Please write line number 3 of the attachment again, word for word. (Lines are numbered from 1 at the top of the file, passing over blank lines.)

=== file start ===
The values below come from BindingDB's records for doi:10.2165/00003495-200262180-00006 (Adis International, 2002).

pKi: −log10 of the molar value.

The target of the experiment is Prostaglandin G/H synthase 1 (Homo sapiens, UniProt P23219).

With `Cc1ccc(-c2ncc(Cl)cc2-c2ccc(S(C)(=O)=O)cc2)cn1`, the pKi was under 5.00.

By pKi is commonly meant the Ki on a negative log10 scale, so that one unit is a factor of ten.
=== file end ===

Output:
The target of the experiment is Prostaglandin G/H synthase 1 (Homo sapiens, UniProt P23219).